Friday, October 2, 2009

Pomegranate Salad

So, here's another thought about trying new foods. When was the last time you bought a pomegranate? This is the time of year to get them. Wizened looking red globes, with bright orbs inside. The orbs are seeds, proper introduction of their given name, arils. The arils are sweet and tasty, fun to pull apart, and full of nutrition. One pomegranate will yield up to a cup of arils, enough for several recipes.

To get the arils out of their large red globe, cut the pomegranate in half. Most often I hear that removing the seeds is best done underwater. This is accomplished by filling a large bowl with water, submerging the pomegranate and separating the seeds from the with pith. However, I've regularly just pulled the seeds apart, keeping the seeds and tossing the pith. It can be as messy or as controlled as you like. My grandkids love doing this, and it does get a bit messy when they do it! I'm sure they always pop a few arils in their mouths as they're pulling them apart, but what a great snack.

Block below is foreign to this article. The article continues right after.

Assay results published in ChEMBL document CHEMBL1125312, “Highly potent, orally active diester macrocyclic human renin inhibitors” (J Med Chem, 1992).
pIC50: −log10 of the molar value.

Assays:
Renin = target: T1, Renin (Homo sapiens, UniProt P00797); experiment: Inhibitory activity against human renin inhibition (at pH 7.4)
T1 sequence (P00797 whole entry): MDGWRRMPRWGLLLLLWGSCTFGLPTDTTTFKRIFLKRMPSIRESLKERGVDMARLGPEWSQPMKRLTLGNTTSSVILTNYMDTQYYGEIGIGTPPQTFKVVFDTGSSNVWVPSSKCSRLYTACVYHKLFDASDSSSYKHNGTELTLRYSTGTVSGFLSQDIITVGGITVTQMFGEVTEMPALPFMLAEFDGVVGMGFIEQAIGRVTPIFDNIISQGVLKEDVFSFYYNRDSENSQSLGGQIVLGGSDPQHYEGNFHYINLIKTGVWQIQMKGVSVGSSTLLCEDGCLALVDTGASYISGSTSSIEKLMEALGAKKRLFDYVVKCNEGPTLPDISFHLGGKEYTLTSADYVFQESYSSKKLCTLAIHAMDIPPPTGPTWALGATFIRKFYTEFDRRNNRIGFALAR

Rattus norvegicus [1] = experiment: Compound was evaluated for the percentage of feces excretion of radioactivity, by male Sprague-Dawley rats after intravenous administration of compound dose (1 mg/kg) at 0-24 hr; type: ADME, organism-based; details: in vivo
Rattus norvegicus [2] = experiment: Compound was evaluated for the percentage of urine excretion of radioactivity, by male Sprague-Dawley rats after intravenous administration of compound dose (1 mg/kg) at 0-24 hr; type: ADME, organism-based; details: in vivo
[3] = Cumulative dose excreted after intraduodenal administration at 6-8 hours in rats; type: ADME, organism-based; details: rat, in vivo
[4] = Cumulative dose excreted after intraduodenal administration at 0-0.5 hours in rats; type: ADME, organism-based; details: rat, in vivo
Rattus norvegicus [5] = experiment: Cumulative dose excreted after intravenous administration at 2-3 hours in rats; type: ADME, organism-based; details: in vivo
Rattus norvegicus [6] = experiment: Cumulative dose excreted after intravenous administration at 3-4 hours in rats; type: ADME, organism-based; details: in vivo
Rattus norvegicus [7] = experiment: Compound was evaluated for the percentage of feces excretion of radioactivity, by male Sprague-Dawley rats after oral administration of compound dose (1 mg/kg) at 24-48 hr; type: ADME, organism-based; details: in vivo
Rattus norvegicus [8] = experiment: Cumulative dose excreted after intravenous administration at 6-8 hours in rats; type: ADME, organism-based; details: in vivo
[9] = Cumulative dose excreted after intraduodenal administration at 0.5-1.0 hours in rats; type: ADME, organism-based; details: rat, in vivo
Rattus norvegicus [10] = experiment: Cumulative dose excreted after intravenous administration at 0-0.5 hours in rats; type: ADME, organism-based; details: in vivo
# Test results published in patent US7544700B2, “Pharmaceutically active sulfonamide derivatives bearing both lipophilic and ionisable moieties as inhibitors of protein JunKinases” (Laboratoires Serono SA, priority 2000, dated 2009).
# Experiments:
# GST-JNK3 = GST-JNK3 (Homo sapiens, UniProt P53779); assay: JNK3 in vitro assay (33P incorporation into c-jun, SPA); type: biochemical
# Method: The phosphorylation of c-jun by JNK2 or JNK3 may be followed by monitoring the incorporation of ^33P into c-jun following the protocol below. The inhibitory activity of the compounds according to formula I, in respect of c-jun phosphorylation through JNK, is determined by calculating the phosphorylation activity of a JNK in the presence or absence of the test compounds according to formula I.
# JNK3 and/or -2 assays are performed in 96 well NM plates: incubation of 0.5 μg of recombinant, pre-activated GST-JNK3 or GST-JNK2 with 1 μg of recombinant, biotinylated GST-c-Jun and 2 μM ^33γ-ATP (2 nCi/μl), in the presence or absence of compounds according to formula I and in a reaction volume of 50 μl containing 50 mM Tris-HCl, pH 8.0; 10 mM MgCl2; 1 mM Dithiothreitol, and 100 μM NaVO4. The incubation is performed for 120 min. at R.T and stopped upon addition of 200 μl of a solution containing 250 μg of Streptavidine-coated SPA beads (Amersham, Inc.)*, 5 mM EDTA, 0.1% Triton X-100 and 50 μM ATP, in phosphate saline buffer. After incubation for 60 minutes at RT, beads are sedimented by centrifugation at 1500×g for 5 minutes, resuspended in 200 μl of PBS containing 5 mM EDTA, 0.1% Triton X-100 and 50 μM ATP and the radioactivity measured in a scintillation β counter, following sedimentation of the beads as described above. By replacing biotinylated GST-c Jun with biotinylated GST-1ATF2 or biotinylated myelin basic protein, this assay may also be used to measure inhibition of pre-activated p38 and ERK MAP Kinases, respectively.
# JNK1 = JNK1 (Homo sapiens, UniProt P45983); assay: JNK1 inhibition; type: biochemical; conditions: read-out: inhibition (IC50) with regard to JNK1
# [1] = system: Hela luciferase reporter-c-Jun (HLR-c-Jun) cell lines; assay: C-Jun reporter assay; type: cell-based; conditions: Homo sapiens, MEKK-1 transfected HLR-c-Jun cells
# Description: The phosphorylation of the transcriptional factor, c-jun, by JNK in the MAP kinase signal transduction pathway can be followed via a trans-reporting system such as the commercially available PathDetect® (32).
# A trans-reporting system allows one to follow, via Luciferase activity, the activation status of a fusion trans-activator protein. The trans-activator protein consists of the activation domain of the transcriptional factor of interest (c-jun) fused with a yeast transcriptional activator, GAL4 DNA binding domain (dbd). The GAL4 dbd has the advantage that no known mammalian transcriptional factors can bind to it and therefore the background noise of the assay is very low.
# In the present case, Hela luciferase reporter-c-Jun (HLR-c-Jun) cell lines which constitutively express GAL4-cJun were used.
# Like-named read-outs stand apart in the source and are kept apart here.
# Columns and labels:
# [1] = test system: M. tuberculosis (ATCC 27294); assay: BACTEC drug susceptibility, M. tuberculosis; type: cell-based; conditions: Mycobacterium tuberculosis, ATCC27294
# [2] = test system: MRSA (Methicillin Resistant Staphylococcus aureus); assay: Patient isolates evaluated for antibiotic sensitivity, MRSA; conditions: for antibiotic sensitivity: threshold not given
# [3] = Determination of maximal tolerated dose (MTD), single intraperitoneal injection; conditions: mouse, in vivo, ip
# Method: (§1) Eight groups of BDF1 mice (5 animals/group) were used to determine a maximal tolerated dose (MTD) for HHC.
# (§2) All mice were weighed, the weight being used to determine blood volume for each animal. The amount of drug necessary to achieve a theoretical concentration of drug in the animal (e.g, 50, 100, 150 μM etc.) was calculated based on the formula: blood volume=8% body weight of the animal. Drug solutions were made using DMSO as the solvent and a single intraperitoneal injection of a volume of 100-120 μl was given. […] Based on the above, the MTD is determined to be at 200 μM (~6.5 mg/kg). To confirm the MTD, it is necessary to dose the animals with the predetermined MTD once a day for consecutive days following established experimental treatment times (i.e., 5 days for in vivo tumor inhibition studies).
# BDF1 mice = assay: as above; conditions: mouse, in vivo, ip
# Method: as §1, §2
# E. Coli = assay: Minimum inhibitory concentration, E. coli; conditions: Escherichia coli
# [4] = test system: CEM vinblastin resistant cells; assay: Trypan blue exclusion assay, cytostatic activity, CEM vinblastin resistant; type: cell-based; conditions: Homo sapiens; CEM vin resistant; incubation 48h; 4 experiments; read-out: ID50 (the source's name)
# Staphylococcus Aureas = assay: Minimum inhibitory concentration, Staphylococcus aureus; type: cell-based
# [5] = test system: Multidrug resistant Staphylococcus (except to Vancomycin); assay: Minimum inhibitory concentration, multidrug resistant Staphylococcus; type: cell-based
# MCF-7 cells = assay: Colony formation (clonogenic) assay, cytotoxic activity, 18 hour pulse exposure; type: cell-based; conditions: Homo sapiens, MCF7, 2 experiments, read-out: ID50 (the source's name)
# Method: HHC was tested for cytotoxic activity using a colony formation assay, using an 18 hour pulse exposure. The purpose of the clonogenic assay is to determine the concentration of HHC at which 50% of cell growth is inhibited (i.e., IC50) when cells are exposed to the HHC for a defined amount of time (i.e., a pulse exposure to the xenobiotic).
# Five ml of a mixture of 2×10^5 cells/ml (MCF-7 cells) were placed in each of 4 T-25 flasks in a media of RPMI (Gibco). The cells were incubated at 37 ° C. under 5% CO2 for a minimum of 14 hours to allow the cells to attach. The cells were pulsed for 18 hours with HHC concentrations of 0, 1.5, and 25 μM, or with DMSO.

2 cups salad greens
1/2 cup pomegranate arils
2 Tbs feta cheese
2 Tbs chopped pecans
2 Tbs salad dressing


First off, have fun removing the arils from the pomegranate. It's really quite easy, so don't let this unusual fruit intimidate. Pile salad greens on plate. Add pomegranate arils, cheese, nuts, and dressing.

Serves 2

Stealthy Cooking Tip: Pomegranates are another of those red fruits, like the grapes that make wine, that have high amounts of polyphenol antioxidants. Eating the whole seed means that you're getting a good dose of fiber in addition to all of those antioxidants. Getting kids to help prepare meals will get them invested in their portion of the cooking. Here's an easy part of a meal for kids of all ages to help prepare, and enjoy!

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